LeBout - thanks for your precise answers to all my questions. Very refreshing.
My truck has a 7000# rating so I have less margin on an RV like yours, but on the other hand, as a daily driver it gets very decent mileage.
I notice you have air suspension. Must work well since the truck is nicely level when hitched up.
Hey everyone! We made it home yesterday from our trip covering 18 days and 3,700 miles. I've created an online album of pictures that you can access here. (This is a Facebook album that does NOT require you to have a Facebook account to view.)
Beautiful pictures of what clearly was a great trip. Thank for sharing!
I have to ask about the truck towing that trailer.
What is the rear end gear ratio on the truck and what are its towing capabilities? I assume you have a 4-speed automatic.
How did the tow go especially over all those mountains, with the RV loaded including water?
Do you know what the weighed weights of the RV was?
I ask these questions because I am thinking of a new RV and rather than go with another hybrid I might consider going with a conventional TT, and your truck's capabilities appear to be similar to mine on paper.
Many times I see RVs that are not level. That can affect the readings drastically, especially if the slope of the RV is towards the sensors - in my RV that should be forward end down. This problem is exacerbated by the typical RV grey water tank which is flat with large surface area.
Also assuming the RV is level, if the tank has 3 sensors (as mine does) then when the bottom sensor is in contact with the water the tank is 1/4 full, middle sensor means 1/2 full, third sensor means 3/4 full. There is no other sensor so it is hard to tell when it is full despite what the monitor says. For instance my monitor has LED for E,1/3, 2/3 and F. The LED for 1/3 is actually reading 1/4, 2/3 is actually 1/2, F is actually 3/4, so this allows for a little wiggle room before you dump grey.
Lastly, if you have stuff on the typical button sensor, it could cause false readings. Horst Miracle Probes are an improvement.
I probably shouldn't ask this question here, as im sure once I get experienced with all this I will get my own routine, but im just wondering how everyone loads there campers for the weekend? I have a small featherlite which only holds around 400 pounds ccc.. plus my 1500 ram is gonna be pushing the payload limit of 1500 pounds when I figure in people and 500 pound hitch weight so I don't want to load up too much in the bed of truck.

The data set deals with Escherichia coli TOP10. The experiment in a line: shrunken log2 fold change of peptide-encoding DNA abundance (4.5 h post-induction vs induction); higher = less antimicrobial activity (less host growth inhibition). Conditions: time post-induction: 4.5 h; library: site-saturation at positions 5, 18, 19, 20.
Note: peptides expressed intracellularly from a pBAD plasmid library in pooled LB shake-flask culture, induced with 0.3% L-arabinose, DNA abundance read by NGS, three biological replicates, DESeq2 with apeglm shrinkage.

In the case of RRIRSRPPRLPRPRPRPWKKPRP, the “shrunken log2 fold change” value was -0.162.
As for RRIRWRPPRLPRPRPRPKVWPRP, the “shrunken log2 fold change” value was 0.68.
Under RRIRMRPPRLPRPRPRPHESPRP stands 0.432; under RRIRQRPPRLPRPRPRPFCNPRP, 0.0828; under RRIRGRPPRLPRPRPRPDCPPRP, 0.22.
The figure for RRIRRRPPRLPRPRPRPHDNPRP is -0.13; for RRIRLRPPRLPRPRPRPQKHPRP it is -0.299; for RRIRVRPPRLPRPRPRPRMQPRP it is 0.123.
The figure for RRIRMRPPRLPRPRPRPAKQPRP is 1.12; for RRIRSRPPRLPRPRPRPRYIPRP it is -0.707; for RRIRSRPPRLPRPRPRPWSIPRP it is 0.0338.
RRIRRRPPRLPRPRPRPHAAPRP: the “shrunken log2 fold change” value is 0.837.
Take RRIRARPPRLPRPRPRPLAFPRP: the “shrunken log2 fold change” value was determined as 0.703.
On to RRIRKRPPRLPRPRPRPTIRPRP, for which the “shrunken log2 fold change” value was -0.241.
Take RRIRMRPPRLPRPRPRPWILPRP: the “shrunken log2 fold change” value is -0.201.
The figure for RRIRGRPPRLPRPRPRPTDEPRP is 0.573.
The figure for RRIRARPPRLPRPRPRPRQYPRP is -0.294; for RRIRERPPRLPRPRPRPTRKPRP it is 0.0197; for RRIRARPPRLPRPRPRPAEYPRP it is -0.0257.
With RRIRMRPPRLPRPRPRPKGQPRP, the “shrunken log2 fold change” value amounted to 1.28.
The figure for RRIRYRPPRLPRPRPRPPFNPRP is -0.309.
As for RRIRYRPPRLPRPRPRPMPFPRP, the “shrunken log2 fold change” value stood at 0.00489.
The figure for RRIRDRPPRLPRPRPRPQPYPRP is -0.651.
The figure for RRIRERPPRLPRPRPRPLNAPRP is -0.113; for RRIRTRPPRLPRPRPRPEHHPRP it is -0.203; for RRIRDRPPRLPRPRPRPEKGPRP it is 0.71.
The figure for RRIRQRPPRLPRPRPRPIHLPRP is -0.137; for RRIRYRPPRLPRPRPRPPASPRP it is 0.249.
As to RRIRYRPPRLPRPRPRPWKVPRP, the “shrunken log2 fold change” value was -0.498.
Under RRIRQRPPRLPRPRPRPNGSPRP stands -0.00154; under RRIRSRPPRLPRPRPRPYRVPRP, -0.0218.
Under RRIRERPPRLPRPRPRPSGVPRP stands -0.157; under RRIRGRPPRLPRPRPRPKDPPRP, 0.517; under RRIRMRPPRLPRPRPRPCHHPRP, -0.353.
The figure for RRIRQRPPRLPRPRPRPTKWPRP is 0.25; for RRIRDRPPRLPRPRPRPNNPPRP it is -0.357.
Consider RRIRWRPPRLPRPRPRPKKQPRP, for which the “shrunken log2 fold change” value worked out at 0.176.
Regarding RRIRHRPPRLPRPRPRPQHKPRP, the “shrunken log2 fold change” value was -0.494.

im just wondering where best spot is to put things like pillows or sleeping bags? also I have a bunch of those fold up type lawn chairs, if im pushing 500 pound tounge weight am I better off loading lawn chairs in camper towards rear, or is it ok to still load in the storage area in the front by the hitch? I also have a small outside grill that I will probably put in the front storage.... and I have my coolers, but coolers im thinking is easier to load in the rear of my truck.. I guess I can put everything in truck but like I said, with 5 passangers I don't want to overdue my payload..... how does everyone else load up? just looking for tips/ideas from experience...I will buy wood and drinks by the campground after I unload
This is the right place to ask but maybe you will find that the answers are not what you are looking to get.
Your specific question - with a low RV cargo carrying capacity, how best should you load the RV and truck so that nothing is overloaded - is likely not the same scenario that most here face, as evidenced by the answers so far. I have a very similar situation to yours - single axle RV with a 500# CCC and a half ton truck.
There is no magic bullet - you have to get the RV and truck loaded and weighed, and then you can make adjustments afterwards.
In the meanwhile you should be thinking along the lines of --
RV: food in the cupboards and fridge, bedding, pack light on everything else (water fittings, sewer fittings, extension cords, cutlery, appliances, etc.) - that is all assuming no mods to the RV since they have to be counted towards the payload.
Truck: everything else - barbecue, chairs, clothes, propane tank, grey water tank, etc.
Pack light overall - your rig is not meant to carry everything you own.
Once that is done get over to the scales and weigh the rig so that you can get the truck weights at both axles and also the RV weights at the axle and tongue. You can then work out the RV's longitudinal centre of gravity and from that point onwards, if you keep good records, you never have to weigh again and can shift cargo around to suit limitations.